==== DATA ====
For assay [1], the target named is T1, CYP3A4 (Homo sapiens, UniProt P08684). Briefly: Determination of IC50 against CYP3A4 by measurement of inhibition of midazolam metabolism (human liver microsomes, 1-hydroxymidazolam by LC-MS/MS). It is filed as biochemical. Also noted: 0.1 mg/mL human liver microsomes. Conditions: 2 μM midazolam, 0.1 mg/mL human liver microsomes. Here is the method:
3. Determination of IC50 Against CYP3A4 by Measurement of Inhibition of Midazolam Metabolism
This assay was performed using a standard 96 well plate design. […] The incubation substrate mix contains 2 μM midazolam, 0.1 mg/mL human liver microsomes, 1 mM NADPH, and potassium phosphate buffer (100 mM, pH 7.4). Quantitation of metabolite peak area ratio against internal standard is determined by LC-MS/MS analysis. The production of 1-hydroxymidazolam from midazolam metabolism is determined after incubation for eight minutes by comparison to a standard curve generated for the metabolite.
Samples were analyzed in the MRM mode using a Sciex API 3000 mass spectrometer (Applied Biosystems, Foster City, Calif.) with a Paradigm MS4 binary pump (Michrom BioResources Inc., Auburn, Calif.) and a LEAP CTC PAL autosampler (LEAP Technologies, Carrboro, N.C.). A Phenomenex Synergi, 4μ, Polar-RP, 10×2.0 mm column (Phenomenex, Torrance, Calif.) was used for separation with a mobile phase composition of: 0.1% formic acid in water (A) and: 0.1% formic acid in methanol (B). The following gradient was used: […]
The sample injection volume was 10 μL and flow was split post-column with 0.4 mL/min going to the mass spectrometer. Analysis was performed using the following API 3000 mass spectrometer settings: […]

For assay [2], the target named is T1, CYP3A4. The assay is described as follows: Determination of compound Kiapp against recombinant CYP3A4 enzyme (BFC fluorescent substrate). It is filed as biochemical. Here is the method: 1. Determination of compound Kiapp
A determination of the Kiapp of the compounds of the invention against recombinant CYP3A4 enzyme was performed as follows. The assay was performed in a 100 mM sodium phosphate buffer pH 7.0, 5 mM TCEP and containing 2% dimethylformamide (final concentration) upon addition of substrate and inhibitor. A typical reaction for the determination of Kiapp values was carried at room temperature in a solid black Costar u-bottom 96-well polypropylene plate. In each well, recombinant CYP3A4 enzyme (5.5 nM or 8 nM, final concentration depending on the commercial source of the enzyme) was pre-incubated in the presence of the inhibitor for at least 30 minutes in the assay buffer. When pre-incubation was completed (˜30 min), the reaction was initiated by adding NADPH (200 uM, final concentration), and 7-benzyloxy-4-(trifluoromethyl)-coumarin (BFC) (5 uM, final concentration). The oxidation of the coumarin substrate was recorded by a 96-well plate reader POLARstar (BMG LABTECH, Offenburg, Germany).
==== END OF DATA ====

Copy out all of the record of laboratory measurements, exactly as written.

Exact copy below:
For assay [1], the target named is T1, CYP3A4 (Homo sapiens, UniProt P08684). Briefly: Determination of IC50 against CYP3A4 by measurement of inhibition of midazolam metabolism (human liver microsomes, 1-hydroxymidazolam by LC-MS/MS). It is filed as biochemical. Also noted: 0.1 mg/mL human liver microsomes. Conditions: 2 μM midazolam, 0.1 mg/mL human liver microsomes. Here is the method:
3. Determination of IC50 Against CYP3A4 by Measurement of Inhibition of Midazolam Metabolism
This assay was performed using a standard 96 well plate design. […] The incubation substrate mix contains 2 μM midazolam, 0.1 mg/mL human liver microsomes, 1 mM NADPH, and potassium phosphate buffer (100 mM, pH 7.4). Quantitation of metabolite peak area ratio against internal standard is determined by LC-MS/MS analysis. The production of 1-hydroxymidazolam from midazolam metabolism is determined after incubation for eight minutes by comparison to a standard curve generated for the metabolite.
Samples were analyzed in the MRM mode using a Sciex API 3000 mass spectrometer (Applied Biosystems, Foster City, Calif.) with a Paradigm MS4 binary pump (Michrom BioResources Inc., Auburn, Calif.) and a LEAP CTC PAL autosampler (LEAP Technologies, Carrboro, N.C.). A Phenomenex Synergi, 4μ, Polar-RP, 10×2.0 mm column (Phenomenex, Torrance, Calif.) was used for separation with a mobile phase composition of: 0.1% formic acid in water (A) and: 0.1% formic acid in methanol (B). The following gradient was used: […]
The sample injection volume was 10 μL and flow was split post-column with 0.4 mL/min going to the mass spectrometer. Analysis was performed using the following API 3000 mass spectrometer settings: […]

For assay [2], the target named is T1, CYP3A4. The assay is described as follows: Determination of compound Kiapp against recombinant CYP3A4 enzyme (BFC fluorescent substrate). It is filed as biochemical. Here is the method: 1. Determination of compound Kiapp
A determination of the Kiapp of the compounds of the invention against recombinant CYP3A4 enzyme was performed as follows. The assay was performed in a 100 mM sodium phosphate buffer pH 7.0, 5 mM TCEP and containing 2% dimethylformamide (final concentration) upon addition of substrate and inhibitor. A typical reaction for the determination of Kiapp values was carried at room temperature in a solid black Costar u-bottom 96-well polypropylene plate. In each well, recombinant CYP3A4 enzyme (5.5 nM or 8 nM, final concentration depending on the commercial source of the enzyme) was pre-incubated in the presence of the inhibitor for at least 30 minutes in the assay buffer. When pre-incubation was completed (˜30 min), the reaction was initiated by adding NADPH (200 uM, final concentration), and 7-benzyloxy-4-(trifluoromethyl)-coumarin (BFC) (5 uM, final concentration). The oxidation of the coumarin substrate was recorded by a 96-well plate reader POLARstar (BMG LABTECH, Offenburg, Germany).